Examples of Fair Use Copyright Laws in the Classroom

By Heather Frances J.D.

Copyright laws protect creative works such as photographs, paintings, poems, books and essays. The copyright gives the owner the exclusive right to make and distribute copies, sell and perform works based on the protected work. However, there are some exceptions that allow others to use the copyrighted work without violating copyright laws, including an exception for fair use in classrooms.

Copyright laws protect creative works such as photographs, paintings, poems, books and essays. The copyright gives the owner the exclusive right to make and distribute copies, sell and perform works based on the protected work. However, there are some exceptions that allow others to use the copyrighted work without violating copyright laws, including an exception for fair use in classrooms.

Fair Use Guidelines

Fair use is an exception that allows parts of a copyrighted work to be used without the owner's permission. Teachers and others must balance fair use principles to determine whether their proposed use will qualify for a fair use exception. These factors are the purpose and character of the use, nature of the copyrighted work, amount used and effect of the use on the market for the copyrighted work. For example, a teacher's use of one line from a poem to inspire students to create their own poems is likely to be considered fair use while duplicating copyrighted poems for sale in a school fundraiser is likely not fair use.

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Fair Use Balancing

Though fair use can be difficult to determine, general guidelines can help teachers use copyrighted works without violating copyright laws. Generally, the more of a protected work a teacher copies, the less likely the use is to be considered fair. If a teacher puts copies online rather than only on paper, the use is unlikely to be considered fair since others have access to the copyrighted work. Generally, small sections of a copyrighted work that are used when the teacher does not have enough time to seek permission are considered fair use. This is especially true if the distribution of the work is limited, such as giving only one copy per student, and use of copyrighted work is infrequent, such as only a few times per term.

Copyright Violations

Copies cannot be used as a substitute for purchasing a copyrighted work and there are instances in which copying clearly does not qualify as fair use. For example, if a teacher copies an entire text because her budget does not allow her to purchase textbooks for each child, she has likely violated copyright law. Teachers also cannot reproduce videos for classroom use, though they may be able to use videos in the classroom and can make copies for archival purposes if replacements are unavailable or available only in obsolete formats.

Public Domain

Some works are considered public domain and, as such, are not copyrighted. These works can be used freely by teachers without concern that they are violating copyright laws, and teachers do not have to worry about fair use when using works in the public domain. These works include items created by federal government employees as part of their jobs, such as manuscripts from the Federal Writers' Project or other written or photographic material produced by persons working for federal agencies. Teachers can copy these works for classroom projects or other classroom use without first obtaining permission.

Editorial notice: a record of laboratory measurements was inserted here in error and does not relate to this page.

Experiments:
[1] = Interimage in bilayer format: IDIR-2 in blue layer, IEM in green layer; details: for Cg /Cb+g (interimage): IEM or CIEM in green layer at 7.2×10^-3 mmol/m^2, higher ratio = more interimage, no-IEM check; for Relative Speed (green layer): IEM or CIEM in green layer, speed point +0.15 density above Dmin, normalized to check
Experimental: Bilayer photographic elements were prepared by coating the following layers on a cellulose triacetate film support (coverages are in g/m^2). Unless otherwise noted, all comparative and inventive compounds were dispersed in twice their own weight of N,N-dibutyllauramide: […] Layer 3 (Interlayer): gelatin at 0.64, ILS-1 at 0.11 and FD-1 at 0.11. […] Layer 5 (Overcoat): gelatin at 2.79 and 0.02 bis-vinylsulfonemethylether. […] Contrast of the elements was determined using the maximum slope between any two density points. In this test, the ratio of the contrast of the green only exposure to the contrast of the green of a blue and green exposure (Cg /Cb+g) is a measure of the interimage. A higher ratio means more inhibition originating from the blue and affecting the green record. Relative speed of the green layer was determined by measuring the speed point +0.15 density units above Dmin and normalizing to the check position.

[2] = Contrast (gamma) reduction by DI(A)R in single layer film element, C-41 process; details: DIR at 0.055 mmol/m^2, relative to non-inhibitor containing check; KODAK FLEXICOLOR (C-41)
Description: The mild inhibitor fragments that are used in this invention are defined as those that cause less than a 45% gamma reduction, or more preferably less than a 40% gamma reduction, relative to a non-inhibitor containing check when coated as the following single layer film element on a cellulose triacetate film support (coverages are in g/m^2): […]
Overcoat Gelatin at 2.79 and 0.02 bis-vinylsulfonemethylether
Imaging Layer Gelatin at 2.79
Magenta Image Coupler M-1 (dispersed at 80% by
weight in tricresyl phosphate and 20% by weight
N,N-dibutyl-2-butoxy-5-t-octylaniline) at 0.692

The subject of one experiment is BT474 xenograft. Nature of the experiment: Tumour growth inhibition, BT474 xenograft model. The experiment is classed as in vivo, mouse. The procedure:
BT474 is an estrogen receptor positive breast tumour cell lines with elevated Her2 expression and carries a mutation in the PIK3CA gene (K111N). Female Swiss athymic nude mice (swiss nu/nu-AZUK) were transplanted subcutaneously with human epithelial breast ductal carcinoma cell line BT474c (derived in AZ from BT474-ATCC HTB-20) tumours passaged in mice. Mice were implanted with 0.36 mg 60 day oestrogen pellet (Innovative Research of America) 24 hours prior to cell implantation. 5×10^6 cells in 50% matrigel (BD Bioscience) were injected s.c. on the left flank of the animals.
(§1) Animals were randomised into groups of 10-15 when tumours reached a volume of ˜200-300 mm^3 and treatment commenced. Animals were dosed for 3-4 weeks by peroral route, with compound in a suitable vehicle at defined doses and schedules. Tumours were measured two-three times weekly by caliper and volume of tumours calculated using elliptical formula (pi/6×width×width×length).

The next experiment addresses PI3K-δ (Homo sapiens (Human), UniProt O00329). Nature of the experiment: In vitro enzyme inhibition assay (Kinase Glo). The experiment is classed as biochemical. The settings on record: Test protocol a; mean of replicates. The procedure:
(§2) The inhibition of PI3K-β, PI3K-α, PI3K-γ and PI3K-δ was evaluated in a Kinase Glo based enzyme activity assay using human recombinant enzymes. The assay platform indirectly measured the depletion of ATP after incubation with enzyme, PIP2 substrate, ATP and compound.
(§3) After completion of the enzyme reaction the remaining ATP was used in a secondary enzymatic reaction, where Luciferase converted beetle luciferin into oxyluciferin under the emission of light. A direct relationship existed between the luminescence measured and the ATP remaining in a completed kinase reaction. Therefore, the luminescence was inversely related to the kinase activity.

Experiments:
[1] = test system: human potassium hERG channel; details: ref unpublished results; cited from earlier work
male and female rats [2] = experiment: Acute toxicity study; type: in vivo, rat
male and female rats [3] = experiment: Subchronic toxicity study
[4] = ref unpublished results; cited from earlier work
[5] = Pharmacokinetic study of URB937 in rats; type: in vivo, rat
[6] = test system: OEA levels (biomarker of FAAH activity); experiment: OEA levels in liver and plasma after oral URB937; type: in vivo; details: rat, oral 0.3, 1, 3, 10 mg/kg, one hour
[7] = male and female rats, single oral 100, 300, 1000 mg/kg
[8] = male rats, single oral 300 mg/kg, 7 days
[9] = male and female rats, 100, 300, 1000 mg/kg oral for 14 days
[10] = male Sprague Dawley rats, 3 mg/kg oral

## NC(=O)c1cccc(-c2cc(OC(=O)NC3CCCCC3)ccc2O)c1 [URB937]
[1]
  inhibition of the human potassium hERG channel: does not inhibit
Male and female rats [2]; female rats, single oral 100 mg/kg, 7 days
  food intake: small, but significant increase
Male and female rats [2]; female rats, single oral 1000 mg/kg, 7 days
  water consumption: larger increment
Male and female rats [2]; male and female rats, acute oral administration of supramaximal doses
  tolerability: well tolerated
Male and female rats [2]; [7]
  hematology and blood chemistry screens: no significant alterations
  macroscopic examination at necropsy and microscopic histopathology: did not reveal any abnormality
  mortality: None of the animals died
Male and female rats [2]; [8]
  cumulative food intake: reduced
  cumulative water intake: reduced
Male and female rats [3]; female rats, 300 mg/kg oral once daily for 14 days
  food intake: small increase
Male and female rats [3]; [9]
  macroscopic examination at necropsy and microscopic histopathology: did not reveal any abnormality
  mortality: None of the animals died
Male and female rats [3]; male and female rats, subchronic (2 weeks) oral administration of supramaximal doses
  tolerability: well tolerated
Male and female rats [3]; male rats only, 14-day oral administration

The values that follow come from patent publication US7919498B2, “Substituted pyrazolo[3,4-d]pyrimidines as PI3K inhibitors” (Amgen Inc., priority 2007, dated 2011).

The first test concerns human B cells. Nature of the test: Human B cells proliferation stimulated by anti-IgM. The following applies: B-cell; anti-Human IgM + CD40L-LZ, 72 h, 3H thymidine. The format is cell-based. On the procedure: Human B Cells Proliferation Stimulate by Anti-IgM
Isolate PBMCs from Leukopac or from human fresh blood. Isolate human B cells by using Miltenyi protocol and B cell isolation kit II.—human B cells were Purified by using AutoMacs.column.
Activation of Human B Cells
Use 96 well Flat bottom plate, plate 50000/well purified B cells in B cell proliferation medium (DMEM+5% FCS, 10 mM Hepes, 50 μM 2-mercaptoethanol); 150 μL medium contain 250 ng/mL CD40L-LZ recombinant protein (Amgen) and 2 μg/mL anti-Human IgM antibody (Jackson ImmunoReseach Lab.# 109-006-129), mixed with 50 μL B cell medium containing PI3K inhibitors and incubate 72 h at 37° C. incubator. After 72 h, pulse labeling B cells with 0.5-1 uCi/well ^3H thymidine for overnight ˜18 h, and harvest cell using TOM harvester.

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Copyright Laws for Students

References

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Copyright Laws for Textbooks

U.S. copyright law gives an author the exclusive right to duplicate and distribute her original work for a certain number of years. These exclusive rights are limited by the public interest in ensuring materials can be freely reproduced in an educational context. During debate about revisions to the copyright law, a House of Representatives ad hoc committee reached an agreement with the Authors League of America and the Association of American Publishers regarding the use of copyrighted works in nonprofit educational institutions. Portions of this agreement were later codified in the 1976 Copyright Act.

Can I Record Someone Else's Song and Change the Words in Parody Law?

United States copyright law grants legal protection to various creative works, including songs or lyrics. Under The Copyright Act of 1976, copyright holders have exclusive rights to reproduce their creations for a specific length of time. Those exclusive rights are limited by the doctrine of “fair use,” which allows for others to reproduce a work in whole or in part for use in a parody without the copyright holder’s permission, provided the parody meets certain criteria.

Fair Use Copyright Laws for Education

Copyright laws restrict individuals from using, copying or otherwise reproducing copyrighted materials without permission from the author. Copyrighted materials may include books, publications, films, multimedia works, photographs and works of art. Fair use provisions allow use of such materials in certain situations, including teaching, scholarship and educational research. These provisions aim to balance the legitimate rights of copyright owners to protect their work against the public interest. The relevant laws are set out in Section 107 of Title 17 of the U.S. Code.

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